The trenches today: Sanctuary Wood, a few miles east of Ypres, in Belgium
Image credit: Mo Sandford FRPS
©  Mo Sandford FRPS 2014
The author Michael Morpurgo has described her work as "deeply moving and interesting." More of Mo Sandford's remarkable photos of World War I battlefields can be seen here 

Added to these grim conditions was the insanitary nature of trench life which inevitably led to outbreaks of disease. Basic human functions were catered for in a primitive fashion. “Latrines were always a problem. We dug them as a long narrow behind the front line trenches with a narrow trench leading to them. A latrine was made with short cross-poles at each end, with a log pole or tree trunk between them to sit on, all open to the sky.”  

Not suprisingly, soldiers in the hell of the trenches found that black humour was a vital weapon in their battle for survival.  

Cartoon by Bruce Bairnsfather. It shows a soldier writing a card home: "Dear ____, At present we are staying on a farm..."

One of their great allies in this respect was Captain (Charles) Bruce Bairnsfather, renowned as a wartime humorist and cartoonist. His only connection with Devon was that he was educated at the United Services College in Westward Ho!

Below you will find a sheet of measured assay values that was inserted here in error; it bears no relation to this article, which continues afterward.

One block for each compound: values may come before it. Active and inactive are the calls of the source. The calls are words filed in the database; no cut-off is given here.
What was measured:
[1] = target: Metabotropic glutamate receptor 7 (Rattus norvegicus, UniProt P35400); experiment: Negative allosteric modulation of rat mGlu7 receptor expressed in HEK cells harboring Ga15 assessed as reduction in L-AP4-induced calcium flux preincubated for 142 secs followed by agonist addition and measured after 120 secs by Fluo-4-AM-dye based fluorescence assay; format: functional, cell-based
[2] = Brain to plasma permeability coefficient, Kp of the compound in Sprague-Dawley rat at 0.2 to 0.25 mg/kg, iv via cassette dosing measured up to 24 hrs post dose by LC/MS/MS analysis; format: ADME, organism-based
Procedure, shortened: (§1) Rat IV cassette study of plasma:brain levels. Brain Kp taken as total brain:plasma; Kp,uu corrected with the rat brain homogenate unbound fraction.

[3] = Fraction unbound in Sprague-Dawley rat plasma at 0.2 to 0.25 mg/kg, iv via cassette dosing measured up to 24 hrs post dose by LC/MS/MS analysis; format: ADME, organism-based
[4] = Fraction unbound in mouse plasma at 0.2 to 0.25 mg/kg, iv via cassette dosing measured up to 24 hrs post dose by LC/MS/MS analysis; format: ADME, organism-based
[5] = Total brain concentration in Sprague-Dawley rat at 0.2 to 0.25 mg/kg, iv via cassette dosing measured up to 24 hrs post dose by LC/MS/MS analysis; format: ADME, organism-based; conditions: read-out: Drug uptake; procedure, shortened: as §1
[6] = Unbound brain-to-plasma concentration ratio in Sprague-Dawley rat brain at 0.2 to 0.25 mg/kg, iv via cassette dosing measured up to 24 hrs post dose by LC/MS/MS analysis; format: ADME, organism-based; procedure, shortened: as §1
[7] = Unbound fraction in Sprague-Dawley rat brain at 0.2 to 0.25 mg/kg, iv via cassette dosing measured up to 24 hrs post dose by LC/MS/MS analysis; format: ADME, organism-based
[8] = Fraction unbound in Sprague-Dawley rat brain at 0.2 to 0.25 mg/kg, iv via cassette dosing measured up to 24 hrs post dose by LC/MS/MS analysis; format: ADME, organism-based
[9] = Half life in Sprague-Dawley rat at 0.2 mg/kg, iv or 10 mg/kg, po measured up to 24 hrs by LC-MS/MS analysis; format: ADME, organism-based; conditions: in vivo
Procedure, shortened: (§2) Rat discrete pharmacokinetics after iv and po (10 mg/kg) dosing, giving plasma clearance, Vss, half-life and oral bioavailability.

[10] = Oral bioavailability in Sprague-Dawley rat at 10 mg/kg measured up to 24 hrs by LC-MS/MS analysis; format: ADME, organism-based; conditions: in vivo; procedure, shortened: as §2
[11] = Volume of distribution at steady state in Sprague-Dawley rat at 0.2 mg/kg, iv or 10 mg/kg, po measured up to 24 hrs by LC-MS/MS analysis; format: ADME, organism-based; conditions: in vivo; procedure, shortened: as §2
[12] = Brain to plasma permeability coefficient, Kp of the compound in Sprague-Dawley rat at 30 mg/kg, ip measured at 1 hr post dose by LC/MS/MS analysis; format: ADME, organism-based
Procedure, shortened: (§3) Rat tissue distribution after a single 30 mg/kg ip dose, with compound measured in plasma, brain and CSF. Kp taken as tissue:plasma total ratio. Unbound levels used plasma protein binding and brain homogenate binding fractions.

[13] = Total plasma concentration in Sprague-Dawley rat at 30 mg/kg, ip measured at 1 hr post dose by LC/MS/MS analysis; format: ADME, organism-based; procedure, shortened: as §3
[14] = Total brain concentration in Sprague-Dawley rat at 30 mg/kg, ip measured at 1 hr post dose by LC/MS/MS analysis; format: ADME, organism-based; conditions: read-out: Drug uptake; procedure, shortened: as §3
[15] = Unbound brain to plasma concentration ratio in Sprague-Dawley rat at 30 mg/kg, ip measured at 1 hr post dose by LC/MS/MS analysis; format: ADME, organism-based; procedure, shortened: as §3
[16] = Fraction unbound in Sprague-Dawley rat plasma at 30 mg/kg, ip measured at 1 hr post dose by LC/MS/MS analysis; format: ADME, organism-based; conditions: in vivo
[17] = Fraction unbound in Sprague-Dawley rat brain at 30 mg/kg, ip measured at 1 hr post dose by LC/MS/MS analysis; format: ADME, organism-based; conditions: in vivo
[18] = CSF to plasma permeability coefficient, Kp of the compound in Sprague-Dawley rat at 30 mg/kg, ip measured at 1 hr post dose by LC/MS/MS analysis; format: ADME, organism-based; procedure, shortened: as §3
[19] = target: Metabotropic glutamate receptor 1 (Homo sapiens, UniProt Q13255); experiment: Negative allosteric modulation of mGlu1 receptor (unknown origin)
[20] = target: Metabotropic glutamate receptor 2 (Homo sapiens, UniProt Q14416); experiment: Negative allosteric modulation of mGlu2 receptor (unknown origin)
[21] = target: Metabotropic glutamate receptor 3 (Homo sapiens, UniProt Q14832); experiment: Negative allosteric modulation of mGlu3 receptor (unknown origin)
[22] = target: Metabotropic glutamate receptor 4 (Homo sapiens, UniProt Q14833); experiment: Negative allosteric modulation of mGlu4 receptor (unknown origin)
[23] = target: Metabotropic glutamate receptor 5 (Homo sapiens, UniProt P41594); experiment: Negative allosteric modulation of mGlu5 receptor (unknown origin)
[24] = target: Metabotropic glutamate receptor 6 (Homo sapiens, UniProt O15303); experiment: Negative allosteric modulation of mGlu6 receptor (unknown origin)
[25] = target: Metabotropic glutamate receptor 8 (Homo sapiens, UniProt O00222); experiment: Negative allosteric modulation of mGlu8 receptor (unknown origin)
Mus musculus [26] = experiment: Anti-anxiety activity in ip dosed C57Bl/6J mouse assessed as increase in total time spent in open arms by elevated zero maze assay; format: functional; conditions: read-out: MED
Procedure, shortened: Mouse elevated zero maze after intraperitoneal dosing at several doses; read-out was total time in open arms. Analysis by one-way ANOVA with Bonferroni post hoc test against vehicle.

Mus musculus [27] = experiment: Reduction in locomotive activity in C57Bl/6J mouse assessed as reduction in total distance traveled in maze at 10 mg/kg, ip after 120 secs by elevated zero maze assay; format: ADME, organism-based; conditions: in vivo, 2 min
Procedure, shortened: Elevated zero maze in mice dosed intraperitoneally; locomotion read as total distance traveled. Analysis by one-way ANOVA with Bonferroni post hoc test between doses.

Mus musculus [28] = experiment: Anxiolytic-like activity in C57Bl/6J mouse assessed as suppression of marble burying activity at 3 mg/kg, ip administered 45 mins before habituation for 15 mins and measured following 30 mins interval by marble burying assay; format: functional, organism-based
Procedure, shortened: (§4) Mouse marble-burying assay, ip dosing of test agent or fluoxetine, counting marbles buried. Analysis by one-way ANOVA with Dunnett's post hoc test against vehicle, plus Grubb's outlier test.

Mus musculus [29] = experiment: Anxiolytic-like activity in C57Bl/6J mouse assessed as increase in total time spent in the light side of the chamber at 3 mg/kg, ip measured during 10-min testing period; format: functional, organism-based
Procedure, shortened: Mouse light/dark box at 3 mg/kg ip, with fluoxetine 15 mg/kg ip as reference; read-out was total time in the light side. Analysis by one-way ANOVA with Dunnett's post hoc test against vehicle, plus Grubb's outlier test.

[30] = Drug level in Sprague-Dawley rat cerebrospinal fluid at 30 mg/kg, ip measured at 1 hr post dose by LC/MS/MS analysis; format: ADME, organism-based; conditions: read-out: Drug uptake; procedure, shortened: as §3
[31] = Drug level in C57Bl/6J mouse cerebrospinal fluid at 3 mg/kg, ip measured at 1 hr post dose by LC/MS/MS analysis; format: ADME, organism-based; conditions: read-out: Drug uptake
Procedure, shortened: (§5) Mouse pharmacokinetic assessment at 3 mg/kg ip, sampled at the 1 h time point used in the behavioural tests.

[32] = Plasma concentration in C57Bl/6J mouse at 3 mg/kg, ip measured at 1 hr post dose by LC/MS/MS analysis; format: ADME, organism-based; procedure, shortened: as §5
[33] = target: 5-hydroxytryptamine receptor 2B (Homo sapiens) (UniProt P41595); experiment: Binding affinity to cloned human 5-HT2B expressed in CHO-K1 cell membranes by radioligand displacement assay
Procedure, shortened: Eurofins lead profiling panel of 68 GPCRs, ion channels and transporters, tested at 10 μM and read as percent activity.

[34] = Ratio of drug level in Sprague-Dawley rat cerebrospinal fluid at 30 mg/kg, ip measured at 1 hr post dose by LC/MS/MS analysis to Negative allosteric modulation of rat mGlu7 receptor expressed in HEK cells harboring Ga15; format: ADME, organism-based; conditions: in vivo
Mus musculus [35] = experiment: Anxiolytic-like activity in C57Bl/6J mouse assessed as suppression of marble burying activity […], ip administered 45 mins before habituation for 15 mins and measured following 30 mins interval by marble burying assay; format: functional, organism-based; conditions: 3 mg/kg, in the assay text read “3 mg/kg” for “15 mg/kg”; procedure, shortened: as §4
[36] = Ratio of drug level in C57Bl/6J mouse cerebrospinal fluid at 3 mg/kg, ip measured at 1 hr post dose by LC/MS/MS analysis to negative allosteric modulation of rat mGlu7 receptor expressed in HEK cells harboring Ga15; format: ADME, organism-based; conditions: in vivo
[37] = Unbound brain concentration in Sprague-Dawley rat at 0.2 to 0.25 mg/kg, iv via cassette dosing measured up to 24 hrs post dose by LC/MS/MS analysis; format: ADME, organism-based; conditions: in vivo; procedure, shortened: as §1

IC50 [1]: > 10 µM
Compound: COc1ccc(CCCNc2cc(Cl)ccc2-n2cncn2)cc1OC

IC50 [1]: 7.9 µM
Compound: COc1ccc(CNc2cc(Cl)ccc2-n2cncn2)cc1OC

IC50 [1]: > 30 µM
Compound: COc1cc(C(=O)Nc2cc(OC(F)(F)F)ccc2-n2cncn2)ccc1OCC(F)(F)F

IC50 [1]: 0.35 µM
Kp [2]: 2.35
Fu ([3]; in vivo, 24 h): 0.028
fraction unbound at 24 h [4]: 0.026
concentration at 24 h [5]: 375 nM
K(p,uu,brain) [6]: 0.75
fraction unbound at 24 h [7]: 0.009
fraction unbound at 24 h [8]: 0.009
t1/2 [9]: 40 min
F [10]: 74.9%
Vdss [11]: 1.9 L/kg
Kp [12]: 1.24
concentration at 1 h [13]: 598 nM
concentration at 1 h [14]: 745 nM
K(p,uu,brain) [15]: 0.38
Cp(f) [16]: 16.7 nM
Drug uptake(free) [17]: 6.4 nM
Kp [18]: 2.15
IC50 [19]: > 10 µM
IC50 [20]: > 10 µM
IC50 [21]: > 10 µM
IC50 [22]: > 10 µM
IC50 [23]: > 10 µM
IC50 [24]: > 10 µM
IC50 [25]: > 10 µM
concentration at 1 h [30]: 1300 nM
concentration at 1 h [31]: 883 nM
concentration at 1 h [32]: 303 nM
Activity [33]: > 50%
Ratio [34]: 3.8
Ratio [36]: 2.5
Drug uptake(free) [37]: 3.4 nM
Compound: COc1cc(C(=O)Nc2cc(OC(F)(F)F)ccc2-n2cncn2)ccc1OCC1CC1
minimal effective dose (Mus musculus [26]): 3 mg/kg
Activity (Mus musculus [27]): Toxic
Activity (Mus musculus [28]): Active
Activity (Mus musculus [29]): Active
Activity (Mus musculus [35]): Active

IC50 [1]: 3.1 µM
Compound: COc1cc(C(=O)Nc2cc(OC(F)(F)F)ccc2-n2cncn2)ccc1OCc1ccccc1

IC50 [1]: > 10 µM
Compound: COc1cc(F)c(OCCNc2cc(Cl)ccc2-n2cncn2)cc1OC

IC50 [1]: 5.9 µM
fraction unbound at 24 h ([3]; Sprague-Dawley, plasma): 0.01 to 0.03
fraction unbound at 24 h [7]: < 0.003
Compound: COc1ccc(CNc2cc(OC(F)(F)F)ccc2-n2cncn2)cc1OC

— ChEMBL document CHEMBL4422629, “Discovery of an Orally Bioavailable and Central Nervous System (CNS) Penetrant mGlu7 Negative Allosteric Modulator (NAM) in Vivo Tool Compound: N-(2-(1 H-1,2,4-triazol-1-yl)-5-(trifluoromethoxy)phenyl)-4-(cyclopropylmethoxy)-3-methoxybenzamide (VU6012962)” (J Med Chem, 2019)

'Coiffure in the trenches'  The caption reads: "Keep yer 'ead still, or I'll 'ave yer blinking' ear off."  A shell whizzes past overhead.

In 1914 he joined the Royal Warwickshire Regiment and served with a machine gun unit in France until 1915, when he was hospitalised with shellshock and hearing damage sustained during the Second Battle of Ypres.


"There goes our blinkin' parapet again."

Posted to the 34th Division headquarters on Salisbury Plain, he developed his humorous series for the Bystander magazine about life in the trenches, featuring 'Old Bill', a curmudgeonly soldier with trademark walrus moustache and balaclava.



The best remembered of these is shown above.  It shows Bill with another trooper in a muddy shell hole with shells whizzing all around. The other trooper is grumbling and Bill advises: “Well, If you knows of a better 'ole, go to it.”

Despite the immense popularity with the troops and massive sales increase for the Bystander, initially there were objections to the "vulgar caricature". Nevertheless, their success in raising morale led to Bairnsfather's promotion and receipt of a War Office appointment to draw similar cartoons for other Allies forces.

Grateful thanks are due to Jan Oke for allowing reproduction of the Bruce Bairnsfather cartoons from her collection of World War One postcards

‘The Great War at Fairlynch’ 2015 exhibition at Budleigh Salterton’s very special museum! Reviews included: “Wonderful display on WW1, informative, bright and relevant. Well done!!